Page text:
I would like to thank Andreas Bergh, Christian Bjørnskov, Jörg Breitung, Chun-Ping Chang, Seo-Young Cho, Lukas Figge, Helmut Herwartz, Arye Hillman, Richard Jong-A-Pin, Björn Kauder, Christopher Kilby, Andreas Steiner, Jan-Egbert Sturm, Heinrich Ursprung and three anonymous referees for their very helpful comments, hints and suggestions. I am also grateful to Raphael Becker, Gavin Goy, David Happersberger, Benjamin Larin, Margret Schneider and Christian Simon for their excellent research assistance.
Version of Record online: 9 MAY 2014
© 2014 John Wiley & Sons Ltd
The World Economy
Volume 38, Issue 3, pages 509–552, March 2015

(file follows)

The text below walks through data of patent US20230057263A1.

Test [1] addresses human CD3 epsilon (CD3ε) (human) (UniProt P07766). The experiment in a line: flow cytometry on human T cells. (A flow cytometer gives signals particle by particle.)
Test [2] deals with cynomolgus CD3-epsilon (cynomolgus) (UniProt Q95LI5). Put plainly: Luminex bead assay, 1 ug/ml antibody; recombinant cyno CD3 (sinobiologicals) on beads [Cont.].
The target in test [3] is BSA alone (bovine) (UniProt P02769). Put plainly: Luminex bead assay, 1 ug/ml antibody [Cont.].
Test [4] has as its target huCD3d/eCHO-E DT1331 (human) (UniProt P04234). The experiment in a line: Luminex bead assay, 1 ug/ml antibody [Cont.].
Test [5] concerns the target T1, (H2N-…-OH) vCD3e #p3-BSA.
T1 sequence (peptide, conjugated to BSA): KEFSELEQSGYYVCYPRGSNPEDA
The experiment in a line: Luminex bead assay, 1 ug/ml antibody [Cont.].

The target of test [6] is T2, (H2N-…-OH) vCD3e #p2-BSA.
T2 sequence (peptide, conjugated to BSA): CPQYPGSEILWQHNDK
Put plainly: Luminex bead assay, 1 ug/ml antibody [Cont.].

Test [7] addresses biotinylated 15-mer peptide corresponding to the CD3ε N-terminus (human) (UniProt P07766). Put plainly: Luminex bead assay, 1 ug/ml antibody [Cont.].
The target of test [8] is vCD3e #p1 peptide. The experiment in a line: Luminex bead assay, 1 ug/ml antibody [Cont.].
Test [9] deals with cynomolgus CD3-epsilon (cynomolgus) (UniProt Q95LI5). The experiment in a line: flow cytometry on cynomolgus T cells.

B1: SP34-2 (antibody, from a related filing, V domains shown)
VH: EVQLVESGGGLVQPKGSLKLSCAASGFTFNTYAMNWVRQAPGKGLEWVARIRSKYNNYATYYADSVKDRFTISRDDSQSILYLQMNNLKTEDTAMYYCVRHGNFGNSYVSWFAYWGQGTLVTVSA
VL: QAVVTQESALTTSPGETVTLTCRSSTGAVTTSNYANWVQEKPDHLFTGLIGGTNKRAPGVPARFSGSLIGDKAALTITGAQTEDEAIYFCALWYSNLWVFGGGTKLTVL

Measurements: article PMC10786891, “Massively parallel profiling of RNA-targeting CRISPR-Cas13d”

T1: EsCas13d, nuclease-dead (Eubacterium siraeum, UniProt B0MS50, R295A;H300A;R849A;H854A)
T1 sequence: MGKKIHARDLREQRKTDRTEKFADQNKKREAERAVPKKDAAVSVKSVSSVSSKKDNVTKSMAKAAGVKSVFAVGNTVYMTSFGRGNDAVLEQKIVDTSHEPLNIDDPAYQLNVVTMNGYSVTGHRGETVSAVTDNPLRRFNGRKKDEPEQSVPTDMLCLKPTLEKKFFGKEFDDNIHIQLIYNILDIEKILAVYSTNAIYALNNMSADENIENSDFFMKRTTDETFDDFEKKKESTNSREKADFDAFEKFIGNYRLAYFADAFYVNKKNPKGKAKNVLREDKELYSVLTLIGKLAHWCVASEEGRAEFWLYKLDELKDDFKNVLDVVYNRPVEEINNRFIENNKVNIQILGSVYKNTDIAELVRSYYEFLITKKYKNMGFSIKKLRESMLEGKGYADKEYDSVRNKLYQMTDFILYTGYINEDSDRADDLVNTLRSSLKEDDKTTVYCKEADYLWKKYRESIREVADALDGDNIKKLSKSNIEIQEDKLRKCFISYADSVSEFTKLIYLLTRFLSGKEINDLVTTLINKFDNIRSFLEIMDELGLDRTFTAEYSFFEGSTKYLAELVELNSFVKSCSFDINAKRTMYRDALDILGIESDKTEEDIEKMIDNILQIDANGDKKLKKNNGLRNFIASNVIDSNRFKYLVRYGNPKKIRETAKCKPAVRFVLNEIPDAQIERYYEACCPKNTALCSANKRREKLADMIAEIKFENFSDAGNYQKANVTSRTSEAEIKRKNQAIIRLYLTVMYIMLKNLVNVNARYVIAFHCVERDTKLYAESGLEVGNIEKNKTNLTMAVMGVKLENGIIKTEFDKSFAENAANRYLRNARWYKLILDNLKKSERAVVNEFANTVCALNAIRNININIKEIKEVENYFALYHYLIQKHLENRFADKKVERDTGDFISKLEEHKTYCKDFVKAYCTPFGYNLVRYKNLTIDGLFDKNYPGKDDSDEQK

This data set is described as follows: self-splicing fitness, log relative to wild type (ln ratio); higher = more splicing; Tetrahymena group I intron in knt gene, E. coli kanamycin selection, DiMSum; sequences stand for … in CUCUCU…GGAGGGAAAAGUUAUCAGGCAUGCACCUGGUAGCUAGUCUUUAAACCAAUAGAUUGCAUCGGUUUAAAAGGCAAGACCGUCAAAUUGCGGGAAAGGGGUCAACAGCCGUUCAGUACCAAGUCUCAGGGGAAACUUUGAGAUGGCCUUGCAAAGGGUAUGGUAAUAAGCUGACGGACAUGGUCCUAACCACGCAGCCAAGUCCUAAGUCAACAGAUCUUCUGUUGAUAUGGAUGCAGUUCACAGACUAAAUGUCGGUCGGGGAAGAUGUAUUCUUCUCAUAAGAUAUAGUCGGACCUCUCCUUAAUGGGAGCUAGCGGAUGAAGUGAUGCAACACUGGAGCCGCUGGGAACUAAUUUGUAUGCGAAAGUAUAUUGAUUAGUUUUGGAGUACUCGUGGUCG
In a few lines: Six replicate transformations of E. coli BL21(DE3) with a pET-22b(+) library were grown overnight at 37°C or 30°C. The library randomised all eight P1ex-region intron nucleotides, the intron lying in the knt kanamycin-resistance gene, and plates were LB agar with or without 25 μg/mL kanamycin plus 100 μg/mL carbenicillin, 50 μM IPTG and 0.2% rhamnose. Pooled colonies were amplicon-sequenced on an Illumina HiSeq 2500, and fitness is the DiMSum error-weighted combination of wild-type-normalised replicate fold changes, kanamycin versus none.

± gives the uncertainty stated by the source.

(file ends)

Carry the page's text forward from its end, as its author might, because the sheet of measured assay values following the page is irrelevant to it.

How to Cite
Potrafke, N. (2015), The Evidence on Globalisation. World Economy, 38: 509–552. doi: 10.1111/twec.12174
- Issue online: 10 MAR 2015
- Version of Record online: 9 MAY 2014
Globalisation is blamed for many socioeconomic shortcomings. I discuss the consequences of globalisation by surveying the empirical globalisation literature. My focus is on the KOF indices of globalisation that have been used in more than 100 studies. Early studies using the KOF index reported correlations between globalisation and several outcome variables. Studies published more recently identify causal effects. The evidence shows that globalisation has spurred economic growth, promoted gender equality and improved human rights. Moreover, globalisation did not erode welfare state activities, did not have any significant effect on labour market interaction and hardly influenced market deregulation. It increased, however, within-country income inequality. The consequences of globalisation thus turn out to be overall much more favourable than often conjectured in the public discourse.